Anna and Simon portrait

Anna and Simon, oil on canvas, Matt Harvey Art
Anna and Simon final version
Anna and Simon progress 4, oil on canvas, Matt Harvey Art
Anna and Simon progress 3 – refining details and adding glazes for depth. I was trying to be economical about the details of Simon’s jumper
Anna and Simon progress 3
Anna and Simon progress 2 – here I have blocked in all the areas of colour, like a ‘dead layer’
Anna and Simon, progress 1, Oil on canvas, Matt Harvey
Anna and Simon progress 1- at this stage I abandoned the grisaille and worked colours straight onto the canvas

Here is a double portrait I worked on from a photo, to give an example of the process. I originally painted Anna in a grisaille, and went over the face in colour, having changed tack and wanting concentrate on a single opaque colour layer. It was worked into over a few sessions with additional glazes of colour.

In contrast I painted Simon’s face in colour directly onto primed canvas. I painted a ‘ground’ (or colour stain) on the canvas first, using a couple of coats of acrylic Burnt Umber. You can also see where I drew the grid. I had to leave some of the background unpainted so I could still follow the gridlines! It was one of those rare occasions where I was able to get the drawing right on the first attempt.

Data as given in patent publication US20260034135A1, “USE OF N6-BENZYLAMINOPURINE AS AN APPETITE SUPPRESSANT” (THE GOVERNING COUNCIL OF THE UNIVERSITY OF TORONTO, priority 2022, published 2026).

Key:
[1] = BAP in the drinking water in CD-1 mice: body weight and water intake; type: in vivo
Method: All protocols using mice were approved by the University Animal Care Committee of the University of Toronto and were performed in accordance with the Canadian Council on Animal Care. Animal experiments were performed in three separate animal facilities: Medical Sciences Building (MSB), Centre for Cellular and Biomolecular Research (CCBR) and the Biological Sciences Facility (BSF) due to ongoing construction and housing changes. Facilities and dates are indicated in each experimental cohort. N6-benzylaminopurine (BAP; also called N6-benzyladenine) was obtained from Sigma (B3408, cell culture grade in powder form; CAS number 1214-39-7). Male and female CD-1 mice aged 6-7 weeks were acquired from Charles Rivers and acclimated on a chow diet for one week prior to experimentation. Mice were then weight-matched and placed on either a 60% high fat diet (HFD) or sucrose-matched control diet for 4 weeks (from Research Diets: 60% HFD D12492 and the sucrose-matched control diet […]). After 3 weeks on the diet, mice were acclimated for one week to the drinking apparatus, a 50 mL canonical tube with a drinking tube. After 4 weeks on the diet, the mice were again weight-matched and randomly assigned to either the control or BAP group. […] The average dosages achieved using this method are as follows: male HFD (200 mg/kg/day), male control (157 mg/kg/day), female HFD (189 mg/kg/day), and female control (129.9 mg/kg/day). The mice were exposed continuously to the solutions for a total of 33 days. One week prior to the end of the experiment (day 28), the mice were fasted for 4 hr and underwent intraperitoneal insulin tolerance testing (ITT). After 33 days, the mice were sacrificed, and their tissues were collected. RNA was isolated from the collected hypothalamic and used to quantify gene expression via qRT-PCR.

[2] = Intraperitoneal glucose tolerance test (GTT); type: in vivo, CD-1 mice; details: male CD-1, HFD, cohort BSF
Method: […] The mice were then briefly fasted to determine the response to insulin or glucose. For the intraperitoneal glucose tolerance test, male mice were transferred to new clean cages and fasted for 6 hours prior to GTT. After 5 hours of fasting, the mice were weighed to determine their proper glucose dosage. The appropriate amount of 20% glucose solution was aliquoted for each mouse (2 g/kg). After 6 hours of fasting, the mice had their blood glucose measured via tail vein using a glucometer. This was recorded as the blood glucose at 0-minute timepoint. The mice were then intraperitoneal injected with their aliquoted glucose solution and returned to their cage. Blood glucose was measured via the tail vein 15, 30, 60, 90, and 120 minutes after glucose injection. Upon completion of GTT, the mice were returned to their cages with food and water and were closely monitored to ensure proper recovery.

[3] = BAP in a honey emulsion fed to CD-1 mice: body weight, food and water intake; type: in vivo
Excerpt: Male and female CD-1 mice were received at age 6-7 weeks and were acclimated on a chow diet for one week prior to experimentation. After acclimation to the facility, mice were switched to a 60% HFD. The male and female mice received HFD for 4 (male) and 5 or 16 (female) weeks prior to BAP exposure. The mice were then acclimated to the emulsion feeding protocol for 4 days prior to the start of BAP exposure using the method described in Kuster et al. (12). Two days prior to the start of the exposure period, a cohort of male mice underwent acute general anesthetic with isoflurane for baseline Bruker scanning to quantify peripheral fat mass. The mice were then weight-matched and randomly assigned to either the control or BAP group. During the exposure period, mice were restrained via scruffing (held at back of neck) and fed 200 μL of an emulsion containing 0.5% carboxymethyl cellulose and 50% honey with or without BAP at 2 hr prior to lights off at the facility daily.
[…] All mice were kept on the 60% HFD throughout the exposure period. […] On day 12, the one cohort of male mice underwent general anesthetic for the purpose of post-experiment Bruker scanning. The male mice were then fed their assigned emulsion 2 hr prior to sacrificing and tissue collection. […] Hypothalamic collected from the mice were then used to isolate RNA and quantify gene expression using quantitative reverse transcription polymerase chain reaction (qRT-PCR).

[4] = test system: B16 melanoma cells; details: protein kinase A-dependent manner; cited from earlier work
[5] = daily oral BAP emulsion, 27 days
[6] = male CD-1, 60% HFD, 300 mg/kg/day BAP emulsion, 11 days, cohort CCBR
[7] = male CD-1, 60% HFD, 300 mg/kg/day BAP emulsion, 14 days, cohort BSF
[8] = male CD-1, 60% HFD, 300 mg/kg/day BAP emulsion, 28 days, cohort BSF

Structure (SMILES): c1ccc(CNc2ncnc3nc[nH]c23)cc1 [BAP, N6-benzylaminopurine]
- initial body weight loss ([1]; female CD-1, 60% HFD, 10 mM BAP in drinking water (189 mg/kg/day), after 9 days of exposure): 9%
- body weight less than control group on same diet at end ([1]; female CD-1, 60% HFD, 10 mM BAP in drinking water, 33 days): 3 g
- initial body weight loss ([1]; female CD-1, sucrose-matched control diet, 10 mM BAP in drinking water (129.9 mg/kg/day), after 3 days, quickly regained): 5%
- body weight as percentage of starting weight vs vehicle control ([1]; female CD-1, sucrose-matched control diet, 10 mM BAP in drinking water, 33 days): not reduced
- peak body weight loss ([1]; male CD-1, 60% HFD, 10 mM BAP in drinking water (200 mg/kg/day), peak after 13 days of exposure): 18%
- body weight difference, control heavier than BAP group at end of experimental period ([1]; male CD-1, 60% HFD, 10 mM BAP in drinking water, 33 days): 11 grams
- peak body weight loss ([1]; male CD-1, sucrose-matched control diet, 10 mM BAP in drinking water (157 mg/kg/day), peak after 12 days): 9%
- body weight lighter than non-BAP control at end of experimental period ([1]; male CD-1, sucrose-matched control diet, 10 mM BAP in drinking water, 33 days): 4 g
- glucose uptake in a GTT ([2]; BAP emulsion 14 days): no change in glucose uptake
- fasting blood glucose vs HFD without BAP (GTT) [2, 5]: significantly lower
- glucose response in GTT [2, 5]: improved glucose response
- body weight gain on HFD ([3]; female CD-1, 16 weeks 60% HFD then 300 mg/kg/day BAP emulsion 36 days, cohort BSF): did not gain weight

When doing commissions this has been something I have avoided trying too much, because when the drawing doesn’t work I can spend many hours going back over the painting, needlessly, because if the drawing was all correct in the first place it wouldn’t have been a problem.  Many bad experiences trying to fix paintings like this led me to use the grisaille method, because that is a great way of ensuring the drawing is right before attempting colour.

When I say drawing I’m talking about drawing with the paint. I’ve written about this before, especially here regarding the utmost importance of getting the drawing right first. Drawing is all of painting – figurative painting that is. That’s why even though I trained as a sculptor I could try painting portraits, because I had done a lot of drawing already.  Working to commission means I need to make sure there’s no wasted effort.

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